Sir James George Frazer > The Golden Bough > Page 100
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Sir James George Frazer (1854–1941).  The Golden Bough.  1922.

Page 100
 
can be described; and the missionaries, when they speak of God, are forced to use the native word for king.
  But perhaps no country in the world has been so prolific of human gods as India; nowhere has the divine grace been poured out in a more liberal measure on all classes of society from kings down to milkmen. Thus amongst the Todas, a pastoral people of the Neilgherry Hills of Southern India, the dairy is a sanctuary, and the milkman who attends to it has been described as a god. On being asked whether the Todas salute the sun, one of these divine milkmen replied, “Those poor fellows do so, but I,” tapping his chest, “I, a god! why should I salute the sun?” Every one, even his own father, prostrates himself before the milkman, and no one would dare to refuse him anything. No human being, except another milkman, may touch him; and he gives oracles to all who consult him, speaking with the voice of a god.
  Further, in India “every king is regarded as little short of a present god.” The Hindoo law-book of Manu goes farther and says that “even an infant king must not be despised from an idea that he is a mere mortal; for he is a great deity in human form.” There is said to have been a sect in Orissa some years ago who worshipped the late Queen Victoria in her lifetime as their chief divinity. And to this day in India all living persons remarkable for great strength or valour or for supposed miraculous powers run the risk of being worshipped as gods. Thus, a sect in the Punjaub worshipped a deity whom they called Nikkal Sen. This Nikkal Sen was no other than the redoubted General Nicholson, and nothing that the general could do or say damped the ardour of his adorers. The more he punished them, the greater grew the religious awe with which they worshipped him. At Benares not many years ago a celebrated deity was incarnate in the person of a Hindoo gentleman who rejoiced in the euphonious name of Swami Bhaskaranandaji Saraswati, and looked uncommonly like the late Cardinal Manning, only more ingenuous. His eyes beamed with kindly human interest, and he took what is described as an innocent pleasure in the divine honours paid him by his confiding worshippers.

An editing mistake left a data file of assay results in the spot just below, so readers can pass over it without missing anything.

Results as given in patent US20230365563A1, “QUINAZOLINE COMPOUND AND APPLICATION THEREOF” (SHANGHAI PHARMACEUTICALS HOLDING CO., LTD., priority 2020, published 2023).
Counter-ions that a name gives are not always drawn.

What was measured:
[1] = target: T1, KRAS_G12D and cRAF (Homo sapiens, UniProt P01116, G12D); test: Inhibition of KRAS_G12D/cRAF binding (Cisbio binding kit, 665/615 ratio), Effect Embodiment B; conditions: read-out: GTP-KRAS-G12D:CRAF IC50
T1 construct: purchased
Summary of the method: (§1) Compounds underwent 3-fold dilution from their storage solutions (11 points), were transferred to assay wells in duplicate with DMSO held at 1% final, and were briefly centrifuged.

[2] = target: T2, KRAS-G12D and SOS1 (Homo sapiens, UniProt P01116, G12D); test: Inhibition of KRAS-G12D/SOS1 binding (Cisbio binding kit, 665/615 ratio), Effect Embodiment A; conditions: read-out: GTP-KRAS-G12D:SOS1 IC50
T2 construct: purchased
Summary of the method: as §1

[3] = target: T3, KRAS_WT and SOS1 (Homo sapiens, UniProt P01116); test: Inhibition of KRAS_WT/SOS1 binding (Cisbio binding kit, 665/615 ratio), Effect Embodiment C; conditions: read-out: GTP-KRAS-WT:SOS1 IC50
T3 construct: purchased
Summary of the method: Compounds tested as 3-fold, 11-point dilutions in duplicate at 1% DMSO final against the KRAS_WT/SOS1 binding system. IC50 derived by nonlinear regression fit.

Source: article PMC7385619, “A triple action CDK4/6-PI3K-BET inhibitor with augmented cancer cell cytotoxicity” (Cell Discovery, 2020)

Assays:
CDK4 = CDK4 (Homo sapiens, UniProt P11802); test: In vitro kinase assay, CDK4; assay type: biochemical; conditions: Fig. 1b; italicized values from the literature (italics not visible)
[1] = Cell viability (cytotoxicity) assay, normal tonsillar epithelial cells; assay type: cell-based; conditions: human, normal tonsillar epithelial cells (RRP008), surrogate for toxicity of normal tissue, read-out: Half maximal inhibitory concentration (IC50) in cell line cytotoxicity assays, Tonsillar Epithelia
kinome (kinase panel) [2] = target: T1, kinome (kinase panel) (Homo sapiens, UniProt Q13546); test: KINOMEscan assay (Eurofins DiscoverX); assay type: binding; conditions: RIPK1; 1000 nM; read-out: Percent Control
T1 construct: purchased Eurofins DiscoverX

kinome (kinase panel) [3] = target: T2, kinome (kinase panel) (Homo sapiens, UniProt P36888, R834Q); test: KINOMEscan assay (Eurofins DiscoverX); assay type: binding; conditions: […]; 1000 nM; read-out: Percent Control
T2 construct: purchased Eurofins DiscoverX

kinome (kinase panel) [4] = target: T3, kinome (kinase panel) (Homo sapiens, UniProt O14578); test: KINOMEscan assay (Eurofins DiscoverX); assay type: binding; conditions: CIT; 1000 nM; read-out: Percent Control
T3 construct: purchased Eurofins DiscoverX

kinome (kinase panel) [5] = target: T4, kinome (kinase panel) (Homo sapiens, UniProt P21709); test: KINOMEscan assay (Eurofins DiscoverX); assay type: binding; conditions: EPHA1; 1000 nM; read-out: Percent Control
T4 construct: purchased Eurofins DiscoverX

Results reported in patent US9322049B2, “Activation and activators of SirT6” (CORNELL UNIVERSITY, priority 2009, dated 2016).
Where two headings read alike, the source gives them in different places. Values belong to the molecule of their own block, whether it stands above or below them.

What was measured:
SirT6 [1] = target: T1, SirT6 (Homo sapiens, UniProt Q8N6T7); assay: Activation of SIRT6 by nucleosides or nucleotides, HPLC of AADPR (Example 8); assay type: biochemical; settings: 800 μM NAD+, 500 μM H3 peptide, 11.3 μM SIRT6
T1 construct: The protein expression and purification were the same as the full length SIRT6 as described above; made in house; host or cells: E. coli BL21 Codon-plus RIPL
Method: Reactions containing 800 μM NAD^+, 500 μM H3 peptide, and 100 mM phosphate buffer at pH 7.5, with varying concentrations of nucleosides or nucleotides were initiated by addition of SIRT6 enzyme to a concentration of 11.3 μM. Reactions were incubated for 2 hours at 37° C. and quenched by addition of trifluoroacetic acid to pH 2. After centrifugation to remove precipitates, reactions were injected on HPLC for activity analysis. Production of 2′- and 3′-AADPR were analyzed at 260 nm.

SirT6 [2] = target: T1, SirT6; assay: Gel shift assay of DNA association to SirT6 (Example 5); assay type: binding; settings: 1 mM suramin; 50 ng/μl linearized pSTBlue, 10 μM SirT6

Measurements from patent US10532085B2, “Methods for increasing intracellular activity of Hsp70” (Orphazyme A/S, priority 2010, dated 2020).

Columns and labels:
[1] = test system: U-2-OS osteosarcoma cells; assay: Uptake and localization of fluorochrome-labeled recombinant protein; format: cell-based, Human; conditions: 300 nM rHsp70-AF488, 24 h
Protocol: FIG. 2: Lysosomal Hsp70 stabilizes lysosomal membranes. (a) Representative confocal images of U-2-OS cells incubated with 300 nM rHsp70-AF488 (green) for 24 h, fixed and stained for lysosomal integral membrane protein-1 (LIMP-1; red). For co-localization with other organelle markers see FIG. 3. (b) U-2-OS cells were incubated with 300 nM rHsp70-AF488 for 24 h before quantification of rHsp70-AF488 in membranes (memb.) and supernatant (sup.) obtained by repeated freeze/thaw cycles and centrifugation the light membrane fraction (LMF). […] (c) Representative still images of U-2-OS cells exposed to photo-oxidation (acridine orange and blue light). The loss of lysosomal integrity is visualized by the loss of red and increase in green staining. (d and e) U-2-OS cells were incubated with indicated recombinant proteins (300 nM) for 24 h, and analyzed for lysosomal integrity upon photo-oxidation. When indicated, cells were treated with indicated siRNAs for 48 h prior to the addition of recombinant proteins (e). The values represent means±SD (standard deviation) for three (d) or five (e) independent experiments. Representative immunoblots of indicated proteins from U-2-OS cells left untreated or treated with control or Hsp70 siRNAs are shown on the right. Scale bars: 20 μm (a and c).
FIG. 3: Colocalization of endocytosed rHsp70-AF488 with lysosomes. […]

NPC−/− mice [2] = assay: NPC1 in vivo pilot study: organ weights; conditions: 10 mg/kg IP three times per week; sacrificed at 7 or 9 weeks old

At Chinchvad, a small town about ten miles from Poona in Western India, there lives a family of whom one in each generation is believed by a large proportion of the Mahrattas to be an incarnation of the elephant-headed god Gunputty. That celebrated deity was first made flesh about the year 1640 in the person of a Brahman of Poona, by name Mooraba Gosseyn, who sought to work out his salvation by abstinence, mortification, and prayer. His piety had its reward. The god himself appeared to him in a vision of the night and promised that a portion of his, that is, of Gunputty’s holy spirit should abide with him and with his seed after him even to the seventh generation. The divine promise was fulfilled. Seven successive incarnations, transmitted from father to son, manifested the light of Gunputty to a dark world. The last of the direct line, a heavy-looking god with very weak eyes, died in the year 1810. But the cause of truth was too sacred, and the value of the church property too considerable, to allow the Brahmans

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